For a printer-friendly version of this recipe, please click here:  Cherry Liqueur

Dutch Baby Pancake

Dutch Baby

Everyone deserves a break every once in a while – and there are those breaks that are definitely worth waiting for.  After 17 years of working for the same company, I am getting one of those breaks.  My job is not just work – it is all consuming.  I do things with my kids, and take time to write this blog – as a means to get away.  But to be honest, I am never really get away.  It is always in the background of pretty much everything I do.  But not this summer.  I am heading out on an adventure with my two girls, and my husband will join us later.  It will just be us for the summer.  Work will be left behind, waiting for me to engage again in the fall.

To say that this year has been a lot to handle would be an understatement.  After years of being consistent on this blog, I finally had to set it aside for a longer periods of time.  My breaks in the kitchen have been few and far between – but I hope that will change this summer – and if it doesn’t, it is because I am having too much fun doing something else.  Spending time exploring a wonderful city – eating and walking all day.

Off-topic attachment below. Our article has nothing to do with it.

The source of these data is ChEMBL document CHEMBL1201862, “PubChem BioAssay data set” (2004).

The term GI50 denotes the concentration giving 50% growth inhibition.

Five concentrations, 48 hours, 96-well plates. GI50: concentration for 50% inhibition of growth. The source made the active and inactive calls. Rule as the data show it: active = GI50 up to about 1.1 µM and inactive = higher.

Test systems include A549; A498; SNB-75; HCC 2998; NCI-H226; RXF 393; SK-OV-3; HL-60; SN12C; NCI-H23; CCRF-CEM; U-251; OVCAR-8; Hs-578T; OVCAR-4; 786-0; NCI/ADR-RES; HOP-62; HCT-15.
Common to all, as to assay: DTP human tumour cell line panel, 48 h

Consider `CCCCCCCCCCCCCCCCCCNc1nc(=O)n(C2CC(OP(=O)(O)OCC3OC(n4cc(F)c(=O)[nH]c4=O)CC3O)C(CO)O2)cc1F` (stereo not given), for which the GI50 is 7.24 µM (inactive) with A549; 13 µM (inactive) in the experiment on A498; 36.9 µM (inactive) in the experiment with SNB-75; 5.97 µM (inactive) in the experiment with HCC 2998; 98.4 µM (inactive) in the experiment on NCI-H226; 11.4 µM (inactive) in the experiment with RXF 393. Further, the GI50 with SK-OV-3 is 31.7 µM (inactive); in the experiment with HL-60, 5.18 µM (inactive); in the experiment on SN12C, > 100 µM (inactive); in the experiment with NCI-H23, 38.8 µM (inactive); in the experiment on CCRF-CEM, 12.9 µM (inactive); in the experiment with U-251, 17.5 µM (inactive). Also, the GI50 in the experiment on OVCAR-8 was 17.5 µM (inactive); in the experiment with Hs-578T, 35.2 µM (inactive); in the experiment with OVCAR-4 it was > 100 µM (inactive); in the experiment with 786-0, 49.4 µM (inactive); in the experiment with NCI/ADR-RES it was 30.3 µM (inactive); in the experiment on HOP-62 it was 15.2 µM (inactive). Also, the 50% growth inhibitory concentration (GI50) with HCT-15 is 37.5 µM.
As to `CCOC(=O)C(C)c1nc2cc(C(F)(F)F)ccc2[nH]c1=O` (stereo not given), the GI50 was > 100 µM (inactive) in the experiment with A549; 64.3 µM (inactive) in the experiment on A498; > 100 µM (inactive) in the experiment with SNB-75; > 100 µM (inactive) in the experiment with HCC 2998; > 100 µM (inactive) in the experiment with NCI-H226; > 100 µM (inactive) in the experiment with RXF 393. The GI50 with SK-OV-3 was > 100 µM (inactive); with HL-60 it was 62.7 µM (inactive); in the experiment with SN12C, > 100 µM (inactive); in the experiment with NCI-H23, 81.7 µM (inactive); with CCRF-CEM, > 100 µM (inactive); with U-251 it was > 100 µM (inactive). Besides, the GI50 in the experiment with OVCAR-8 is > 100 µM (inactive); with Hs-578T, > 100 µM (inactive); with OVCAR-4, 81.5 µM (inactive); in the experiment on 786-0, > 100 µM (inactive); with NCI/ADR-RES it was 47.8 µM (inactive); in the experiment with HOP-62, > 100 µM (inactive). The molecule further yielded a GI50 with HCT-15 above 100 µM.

Last summer was the last time I really spent time cooking – and I made this Dutch Baby Pancake at my mother’s house – I was in such a hurry to take a picture that I didn’t even remember to sift the powdered sugar on top.  Then in a instant, the whole thing was gone – inhaled by my children.  Yes, it was that good.  Now, I am not posting this because it is a beautiful picture – but I couldn’t let this sit in the queue any longer.  With Father’s Day next weekend, I wanted to give you something that will make the father’s in your life happy.  We will be definitely be missing ours!